Sesimbra on the southern coast of the Peninsula is another mecca weekend retreat for Lisboans heading for the beaches, scuba diving and trips out to Cabo Espichel down here. Sesimbra too is renowned for its fish restaurants which line the beaches - fishing still thrives in this onetime small fishing village.
Much of the action at Carcavelos goes on down on the beach. It gets crowded here at this top Lisbon Holiday coast beach in peak season and it's popular with surfers too. Water quality has improved here considerably in recent years. In truth surfers in the know tend to head for Ericiera to the west where water quality and waves are better.
Carcavelos is still a little sheltered, so tends to pull in beginner surfers and families. It's an ideal base for easy access to Estoril just to the west (4km), and Lisbon city centre to the east (12km) on the Cascais mainline rail route.
Crammed with restaurants, bars, a little nightlife and topped off by an endless sandy surfing beach, Carcavelos has much to offer as a holiday base.
It's bustling and lively here (if you want more peace head further west, or settle for smaller Paco de Arcos).
Ericeira is popular as it has some of the best surfing spots in Europe.
Praia de Sao Sebastiao is a small but popular beach for more amateur surfers. It has a bar available for refreshments, sunshade hire and lifeguards during the bathing season.
Praia da Ribeira de Ilhas, the surfing World Championship site, is 3.5 kilometres north of Ericeira town. This is a Blue Flag beach with disabled access. There is parking and a bar here and lifeguards patrol the beach during the bathing season. Just south of Ribeira de Ilhas is a small and relatively private beach, Orelheira beach which is accessed by a precarious path down the cliffs. Car parking is at the Ribeira de Ilhas car park. There is no lifeguard service here.
Praia de Sao Lourenco, is a wide unspoilt beach 7 kilometres to the north of Ericeira again with Blue Flag status and disabled access. Access from Ribamar leads to the 150 space car park. From Sao Lourenco there is a cliff footpath that leads down to the beach itself.
Peniche was originally an island and was only joined to the mainland in the 16th century when a sand spit formed linking the two. Today it's a peninsular with 15 kilometres of rocky coastline jutting out into the Atlantic Ocean. It's a lively resort with plenty of bars, cafes and restaurants.
Peniche is also one of the most famous surfing resorts in Portugal with its coastline all around the peninsular you can always find a great surfing spot suitable for all, ranging from beginner to expert level. It has the most consistent swell in Europe and is famed for its "Supertubos", very fast and powerful (tubular) waves, on the south side of the peninsular. Scuba diving, kitesurfing and windsurfing are also popular and there are a wide range of surf camps and schools that offer lessons and courses for all skill levels. Check the links right.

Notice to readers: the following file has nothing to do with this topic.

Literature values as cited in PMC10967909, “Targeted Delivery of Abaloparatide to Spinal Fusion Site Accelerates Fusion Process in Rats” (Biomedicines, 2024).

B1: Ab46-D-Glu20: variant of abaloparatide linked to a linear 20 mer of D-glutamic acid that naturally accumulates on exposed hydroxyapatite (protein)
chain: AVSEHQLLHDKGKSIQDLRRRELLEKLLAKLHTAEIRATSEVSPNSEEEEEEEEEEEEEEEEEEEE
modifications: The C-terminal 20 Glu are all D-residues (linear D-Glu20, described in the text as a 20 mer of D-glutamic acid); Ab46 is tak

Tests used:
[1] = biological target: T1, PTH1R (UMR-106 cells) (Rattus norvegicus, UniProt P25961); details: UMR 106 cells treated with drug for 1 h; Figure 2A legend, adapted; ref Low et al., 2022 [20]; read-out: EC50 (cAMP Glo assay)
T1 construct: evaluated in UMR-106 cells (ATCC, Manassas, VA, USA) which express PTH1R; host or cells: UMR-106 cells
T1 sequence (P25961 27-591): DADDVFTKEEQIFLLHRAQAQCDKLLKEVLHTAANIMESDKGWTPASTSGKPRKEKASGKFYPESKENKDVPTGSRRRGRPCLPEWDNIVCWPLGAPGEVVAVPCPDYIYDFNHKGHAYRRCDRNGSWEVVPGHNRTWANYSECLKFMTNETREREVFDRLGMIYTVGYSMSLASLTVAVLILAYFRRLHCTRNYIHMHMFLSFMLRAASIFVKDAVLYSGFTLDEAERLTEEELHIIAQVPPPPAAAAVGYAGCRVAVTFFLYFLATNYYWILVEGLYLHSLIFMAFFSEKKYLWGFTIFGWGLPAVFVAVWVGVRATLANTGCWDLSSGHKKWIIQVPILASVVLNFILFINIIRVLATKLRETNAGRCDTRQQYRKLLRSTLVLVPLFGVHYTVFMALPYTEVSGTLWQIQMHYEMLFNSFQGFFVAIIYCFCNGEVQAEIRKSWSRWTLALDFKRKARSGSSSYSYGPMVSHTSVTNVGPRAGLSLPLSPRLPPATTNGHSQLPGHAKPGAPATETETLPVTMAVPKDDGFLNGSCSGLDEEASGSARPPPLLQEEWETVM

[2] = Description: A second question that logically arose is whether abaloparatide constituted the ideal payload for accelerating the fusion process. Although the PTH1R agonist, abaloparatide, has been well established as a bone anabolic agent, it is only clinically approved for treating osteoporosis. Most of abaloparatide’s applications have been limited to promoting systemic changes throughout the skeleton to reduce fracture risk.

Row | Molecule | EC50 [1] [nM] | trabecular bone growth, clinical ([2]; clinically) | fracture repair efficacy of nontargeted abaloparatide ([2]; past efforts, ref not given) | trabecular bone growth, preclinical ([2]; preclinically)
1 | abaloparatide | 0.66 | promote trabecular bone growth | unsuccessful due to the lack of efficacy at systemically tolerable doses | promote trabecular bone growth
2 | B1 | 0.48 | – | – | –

Baleal beach further north along the coastline is another popular surfing location, a small island 4 kilometres to the north east of Peniche connected to mainland by a causeway. It is a very popular, laid back place with a string of surf schools where you can hire boards and wetsuits or book lessons, and restaurants dotted along the sandy beach.
Heading north from Peniche along the coast between Praia D'El Rey and Foz do Arelho is the lagoon, Lagoa de Obidos. This is a popular place for rowing, canoeing, sailing and windsurfing. The Escola De Vela Da Lagoa offers sailing and windsurfing tuition and equipment hire. The lagoon is open to the sea but is a calmer waterbody away from the Atlantic waves making it an ideal location for beginners as well as experienced sailors and windsurfers.
Escola de Vela da Lagoa, Marginal da Lagoa, Foz do Arelho/Nadadouro, Portugal 2500. Tel: 351 262 978 592. Fax: 351 262 978 592.
Fifteen kilometres of beach is the staggering extent of sand in and around Figueira da Foz. The beaches include: Praia da Figueira da Foz - Relgio, Praia da Gala, Praia da Murtinheira, Praia do Cabo Mondego, Praia da Leirosa, Praia da Costa de Lavos, Praia da Orbitur, Praia da Cova, Cova Gala (Figueira da Foz), Praia do Cabedelo, Praia da Claridade, Praia de Buarcos, Tamargueira (Figueira da Foz), Praia do Vale do Emide, Praia de Quiaios. The beaches along this part of Portugal's coastline are considered to amongst the finest in the country. There is certainly a higher proportion of Blue Flag beaches in and around Figueira than other parts of the Silver Coast.